Generally, borrowers with a low debt-to-income ratio, minimal financial obligations and excellent credit scores are more likely to qualify for the best mortgage terms.
Every lender uses its own calculation to determine your eligibility for a home loan and the mortgage payment you’ll be required to pay each month. Be sure to compare terms on as many preapprovals as you can before you decide which one to use.
Can I qualify for any programs to reduce my cost?
If you are buying a home for the first time, be sure to ask about the different types of loans available to first-time homebuyers. There are also many first-time buyer programs you might qualify for as well as assistance for making a down payment — often an obstacle for many borrowers.
Loans backed by federal agencies like the Federal Housing Administration, U.S. Department of Agriculture and Department of Veterans Affairs carry less risk to lenders so they can offer loans with competitive rates and looser qualification requirements.
USDA and VA home loans, for example, generally require no down payment. Additionally, borrowers with FICO scores as low as 580 can qualify to put down as little as 3.5% on an FHA loan, compared with the 20% down payment recommended to avoid paying mortgage insurance on most conventional mortgage loans.
It’s worth checking to see if you can qualify for any federal, local or nonprofit programs or grants that may help reduce your your out-of-pocket down payment cost, too.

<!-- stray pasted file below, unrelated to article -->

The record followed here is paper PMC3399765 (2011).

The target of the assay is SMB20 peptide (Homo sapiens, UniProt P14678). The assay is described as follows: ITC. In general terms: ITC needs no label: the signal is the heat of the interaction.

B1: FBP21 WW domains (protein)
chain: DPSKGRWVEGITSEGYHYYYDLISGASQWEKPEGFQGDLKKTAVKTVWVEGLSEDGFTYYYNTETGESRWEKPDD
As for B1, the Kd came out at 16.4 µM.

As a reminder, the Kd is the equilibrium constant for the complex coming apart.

What are closing costs?
You may be required to pay closing costs — the fees paid once the title is transferred over to the buyer — to seal the deal. Closing costs may also be called settlement costs.
“One of the biggest things first-time buyers are not aware of is how much it costs up front to buy a home outside of the down payment,” said Minicozzi, who added closing costs can fall between $6,000 and $7,000 or more in higher cost areas.
Closing costs are generally 2% to 6% of the mortgage amount and what you pay can vary widely between lenders. Costs may include some or all of the following line items:
- Loan origination fee
- Appraisal fee
- Discount points
- Title insurance
- Escrow fees
- Inspection fees
- Pest inspection fee
- Title insurance and title search fees
- Real estate commissions
- Lender fees like underwriting, processing etc.
You may also have the option to pay for property taxes and homeowners insurance — which aren’t necessarily closing costs but are related to homeownership — at closing, or have the fees rolled into your monthly mortgage payments instead. If you choose the latter, called impounds, the lender will place the funds into an escrow account so that when the they are due, your property taxes and homeowners insurance are paid.
The closing costs you will be responsible for should be listed in the Good Faith Estimate provided by the lender within three business days of submitting your mortgage application, and should be the same as the costs itemized on your final settlement statement (HUD-1 form).
How long should the process take?
Buying a home isn’t a quick process like getting approved for most credit cards or buying a pack of gum at your local corner store.
Minicozzi tells LendingTree the entire homebuying process may take up to three months for an average applicant with with good credit and a low debt-to-income ratio. She recommends you plan to take about two weeks to one month to get preapproved for a mortgage, and another two months to complete the closing process. So, shoot for about three months in total, although it could go by faster.
“That being said, the speed of the process rests heavily on the ability of the buyer to move quickly. The faster you send your loan officer the documentation and get your real estate agent your offer, the faster the process will go,” said Minicozzi.